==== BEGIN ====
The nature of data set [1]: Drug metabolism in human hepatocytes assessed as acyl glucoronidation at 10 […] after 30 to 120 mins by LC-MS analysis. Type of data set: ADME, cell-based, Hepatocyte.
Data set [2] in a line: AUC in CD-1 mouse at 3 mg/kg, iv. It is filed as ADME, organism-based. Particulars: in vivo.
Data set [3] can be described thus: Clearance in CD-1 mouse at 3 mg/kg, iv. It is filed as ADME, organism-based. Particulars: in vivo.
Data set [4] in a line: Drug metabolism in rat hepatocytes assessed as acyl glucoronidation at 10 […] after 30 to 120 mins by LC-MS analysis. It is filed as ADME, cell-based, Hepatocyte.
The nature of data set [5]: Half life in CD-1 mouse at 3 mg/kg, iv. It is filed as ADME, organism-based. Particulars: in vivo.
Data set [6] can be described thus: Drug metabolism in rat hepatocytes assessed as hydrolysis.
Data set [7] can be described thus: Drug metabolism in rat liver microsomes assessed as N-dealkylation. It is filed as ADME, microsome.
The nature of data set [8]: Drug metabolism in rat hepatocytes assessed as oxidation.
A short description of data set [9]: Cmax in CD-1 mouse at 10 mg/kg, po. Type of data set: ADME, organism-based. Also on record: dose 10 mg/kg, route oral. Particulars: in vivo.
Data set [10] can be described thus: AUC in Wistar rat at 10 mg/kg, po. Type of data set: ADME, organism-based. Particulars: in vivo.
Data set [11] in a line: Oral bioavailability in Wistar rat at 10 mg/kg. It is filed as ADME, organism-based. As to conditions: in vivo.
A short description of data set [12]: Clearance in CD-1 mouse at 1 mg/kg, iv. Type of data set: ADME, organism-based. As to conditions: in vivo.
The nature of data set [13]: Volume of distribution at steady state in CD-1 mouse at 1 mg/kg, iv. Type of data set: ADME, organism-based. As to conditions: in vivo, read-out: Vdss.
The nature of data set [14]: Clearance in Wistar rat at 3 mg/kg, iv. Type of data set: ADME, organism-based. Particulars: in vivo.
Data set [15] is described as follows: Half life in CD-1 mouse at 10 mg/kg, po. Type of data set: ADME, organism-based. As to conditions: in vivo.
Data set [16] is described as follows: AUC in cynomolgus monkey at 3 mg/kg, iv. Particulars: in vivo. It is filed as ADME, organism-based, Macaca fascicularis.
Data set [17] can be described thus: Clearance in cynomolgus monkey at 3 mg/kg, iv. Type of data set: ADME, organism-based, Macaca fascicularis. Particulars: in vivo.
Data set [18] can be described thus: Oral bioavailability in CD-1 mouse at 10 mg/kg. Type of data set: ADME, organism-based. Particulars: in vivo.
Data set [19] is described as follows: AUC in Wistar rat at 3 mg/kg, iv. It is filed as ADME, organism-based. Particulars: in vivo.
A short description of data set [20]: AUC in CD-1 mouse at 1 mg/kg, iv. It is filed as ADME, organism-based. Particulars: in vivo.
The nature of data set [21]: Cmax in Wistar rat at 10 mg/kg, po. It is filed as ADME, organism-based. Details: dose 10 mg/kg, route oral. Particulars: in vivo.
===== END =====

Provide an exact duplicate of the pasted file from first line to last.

The nature of data set [1]: Drug metabolism in human hepatocytes assessed as acyl glucoronidation at 10 […] after 30 to 120 mins by LC-MS analysis. Type of data set: ADME, cell-based, Hepatocyte.
Data set [2] in a line: AUC in CD-1 mouse at 3 mg/kg, iv. It is filed as ADME, organism-based. Particulars: in vivo.
Data set [3] can be described thus: Clearance in CD-1 mouse at 3 mg/kg, iv. It is filed as ADME, organism-based. Particulars: in vivo.
Data set [4] in a line: Drug metabolism in rat hepatocytes assessed as acyl glucoronidation at 10 […] after 30 to 120 mins by LC-MS analysis. It is filed as ADME, cell-based, Hepatocyte.
The nature of data set [5]: Half life in CD-1 mouse at 3 mg/kg, iv. It is filed as ADME, organism-based. Particulars: in vivo.
Data set [6] can be described thus: Drug metabolism in rat hepatocytes assessed as hydrolysis.
Data set [7] can be described thus: Drug metabolism in rat liver microsomes assessed as N-dealkylation. It is filed as ADME, microsome.
The nature of data set [8]: Drug metabolism in rat hepatocytes assessed as oxidation.
A short description of data set [9]: Cmax in CD-1 mouse at 10 mg/kg, po. Type of data set: ADME, organism-based. Also on record: dose 10 mg/kg, route oral. Particulars: in vivo.
Data set [10] can be described thus: AUC in Wistar rat at 10 mg/kg, po. Type of data set: ADME, organism-based. Particulars: in vivo.
Data set [11] in a line: Oral bioavailability in Wistar rat at 10 mg/kg. It is filed as ADME, organism-based. As to conditions: in vivo.
A short description of data set [12]: Clearance in CD-1 mouse at 1 mg/kg, iv. Type of data set: ADME, organism-based. As to conditions: in vivo.
The nature of data set [13]: Volume of distribution at steady state in CD-1 mouse at 1 mg/kg, iv. Type of data set: ADME, organism-based. As to conditions: in vivo, read-out: Vdss.
The nature of data set [14]: Clearance in Wistar rat at 3 mg/kg, iv. Type of data set: ADME, organism-based. Particulars: in vivo.
Data set [15] is described as follows: Half life in CD-1 mouse at 10 mg/kg, po. Type of data set: ADME, organism-based. As to conditions: in vivo.
Data set [16] is described as follows: AUC in cynomolgus monkey at 3 mg/kg, iv. Particulars: in vivo. It is filed as ADME, organism-based, Macaca fascicularis.
Data set [17] can be described thus: Clearance in cynomolgus monkey at 3 mg/kg, iv. Type of data set: ADME, organism-based, Macaca fascicularis. Particulars: in vivo.
Data set [18] can be described thus: Oral bioavailability in CD-1 mouse at 10 mg/kg. Type of data set: ADME, organism-based. Particulars: in vivo.
Data set [19] is described as follows: AUC in Wistar rat at 3 mg/kg, iv. It is filed as ADME, organism-based. Particulars: in vivo.
A short description of data set [20]: AUC in CD-1 mouse at 1 mg/kg, iv. It is filed as ADME, organism-based. Particulars: in vivo.
The nature of data set [21]: Cmax in Wistar rat at 10 mg/kg, po. It is filed as ADME, organism-based. Details: dose 10 mg/kg, route oral. Particulars: in vivo.